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'Music From Exile' Program At Usc

September 03, 1987|JOHN HENKEN

On Sunday, the USC Contemporary Music Ensemble will make its Berlin debut as part of the celebration of that city's 750th anniversary. On Tuesday at the Schoenberg Institute, the ensemble offered the hometown folks a pre-tour hearing of its "Music From Exile" program.

Gathered by artistic director Leonard Stein as a historically resonant sampling of music written by emigres from Nazi Berlin who were active at one time or another in Los Angeles, "Music From Exile" makes strong musical points while leaving the connections linking Berlin, exile and Los Angeles rather vague in some cases.

There is irony to spare in offering Berlin a Hanns Eisler composition as "Music From Exile," since in 1948 Eisler was effectively exiled from this country by the House Un-American Activities Committee, and eventually returned to Berlin . . . to the Soviet sector.

"Fourteen Ways to Describe Rain," however, is an apolitical set of variations in a tonally oriented serial style, composed in New York as part of a research project in film music. Without the film, it is hard to hear rain in this earnest, tightly structured work. Larry Livingston, dean of the USC school of music, supervised the able efforts of a mixed sextet.

The reasons offered for including "Samuel Chapter," by Los Angeles Philharmonic composer-in-residence and recent Pulitzer prize-winner John Harbison, were not convincing. But "Samuel" is a wonderfully dramatic, evocatively scored piece for which much historical irrelevance can be forgiven. The ensemble performed it earlier this year during the New Music LA festival, but "Samuel" lost none of its immediacy or beguilement in a second hearing.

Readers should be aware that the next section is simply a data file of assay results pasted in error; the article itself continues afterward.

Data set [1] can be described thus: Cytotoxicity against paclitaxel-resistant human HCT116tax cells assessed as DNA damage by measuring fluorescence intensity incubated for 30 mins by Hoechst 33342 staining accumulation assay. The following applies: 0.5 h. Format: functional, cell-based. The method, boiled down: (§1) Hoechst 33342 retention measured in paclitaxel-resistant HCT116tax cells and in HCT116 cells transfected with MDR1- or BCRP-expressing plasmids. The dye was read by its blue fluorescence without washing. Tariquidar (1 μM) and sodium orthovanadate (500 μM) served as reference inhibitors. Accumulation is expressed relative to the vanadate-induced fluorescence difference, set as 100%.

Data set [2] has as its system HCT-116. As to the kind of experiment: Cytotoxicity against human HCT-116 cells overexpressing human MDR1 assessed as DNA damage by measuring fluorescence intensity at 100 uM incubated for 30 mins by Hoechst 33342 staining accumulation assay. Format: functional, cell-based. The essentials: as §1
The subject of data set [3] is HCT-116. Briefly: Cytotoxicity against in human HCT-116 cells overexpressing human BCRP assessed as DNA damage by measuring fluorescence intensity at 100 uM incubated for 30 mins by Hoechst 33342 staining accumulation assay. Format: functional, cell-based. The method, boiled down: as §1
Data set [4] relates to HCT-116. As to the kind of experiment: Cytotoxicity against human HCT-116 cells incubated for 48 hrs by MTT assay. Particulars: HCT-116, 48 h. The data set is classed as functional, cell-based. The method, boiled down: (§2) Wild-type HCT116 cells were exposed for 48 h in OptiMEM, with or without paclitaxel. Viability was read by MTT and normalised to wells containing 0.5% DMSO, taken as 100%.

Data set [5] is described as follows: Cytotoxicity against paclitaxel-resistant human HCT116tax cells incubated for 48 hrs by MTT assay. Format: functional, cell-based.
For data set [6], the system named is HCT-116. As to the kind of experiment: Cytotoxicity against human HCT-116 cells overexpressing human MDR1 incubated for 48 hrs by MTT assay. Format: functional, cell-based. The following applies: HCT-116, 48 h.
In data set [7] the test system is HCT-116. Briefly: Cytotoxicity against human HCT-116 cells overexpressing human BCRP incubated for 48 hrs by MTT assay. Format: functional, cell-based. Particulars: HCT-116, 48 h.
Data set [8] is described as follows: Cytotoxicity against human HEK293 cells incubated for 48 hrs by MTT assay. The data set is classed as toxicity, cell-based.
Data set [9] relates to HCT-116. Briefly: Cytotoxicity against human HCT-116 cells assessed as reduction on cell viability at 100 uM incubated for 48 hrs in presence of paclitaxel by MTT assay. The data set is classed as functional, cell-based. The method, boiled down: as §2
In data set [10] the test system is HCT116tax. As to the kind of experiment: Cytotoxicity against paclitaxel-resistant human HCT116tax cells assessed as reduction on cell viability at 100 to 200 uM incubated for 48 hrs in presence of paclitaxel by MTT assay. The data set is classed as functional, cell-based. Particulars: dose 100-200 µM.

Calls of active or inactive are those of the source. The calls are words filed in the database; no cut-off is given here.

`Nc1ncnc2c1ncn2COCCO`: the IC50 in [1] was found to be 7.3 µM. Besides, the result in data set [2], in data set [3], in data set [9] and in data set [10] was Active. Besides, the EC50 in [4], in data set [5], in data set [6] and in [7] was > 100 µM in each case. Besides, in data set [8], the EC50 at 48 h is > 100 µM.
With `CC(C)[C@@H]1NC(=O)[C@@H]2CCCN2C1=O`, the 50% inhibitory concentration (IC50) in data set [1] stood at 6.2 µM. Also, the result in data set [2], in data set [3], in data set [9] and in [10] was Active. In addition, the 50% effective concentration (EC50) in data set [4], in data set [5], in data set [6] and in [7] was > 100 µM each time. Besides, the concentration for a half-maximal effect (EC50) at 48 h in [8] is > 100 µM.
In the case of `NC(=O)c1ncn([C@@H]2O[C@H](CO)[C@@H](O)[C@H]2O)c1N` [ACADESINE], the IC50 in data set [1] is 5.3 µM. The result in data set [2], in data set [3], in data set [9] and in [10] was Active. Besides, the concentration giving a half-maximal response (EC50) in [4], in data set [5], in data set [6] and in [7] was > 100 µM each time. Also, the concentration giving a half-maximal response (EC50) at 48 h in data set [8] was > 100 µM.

This time, soprano Rebecca Sherburn was the story-singer, vocally powerful and in fluent command of Harbison's sometimes angular, sometimes sinuous lines. Donald Crockett led the urgent reading, deftly controlled in all but the ultimate degree of dynamic definition.

Sherburn also sang--eminently sweetly--Ernst Toch's pastoral, quasi-archaic "There Is a Season to Everything" (1953). Flutist Ann Erwin, violinist Pieter Schoeman, clarinetist Michael Grego and cellist Jeffrey Watson supported her handsomely, without conductor.

Ernst Krenek could hardly be considered to have been in exile in 1959, when he wrote his "Flute Piece in Nine Phases." It provides, however, a generous dose of the most rigorous serial procedures, and a relentlessly taxing workout for a flutist. The effort was apparent, but gave Erwin's playing added intensity. Pianist Vicki Ray accompanied with pertinent precision.

Schoenberg's defiant, mocking, bombastic "Ode to Napoleon Buonaparte" closed the program. Hector Vasquez brought orotund tones and a measured rhythmic stride to the recitation and pianist Gloria Cheng and the Sulian Quartet played the overtly dramatic score with zeal, also without conductor.

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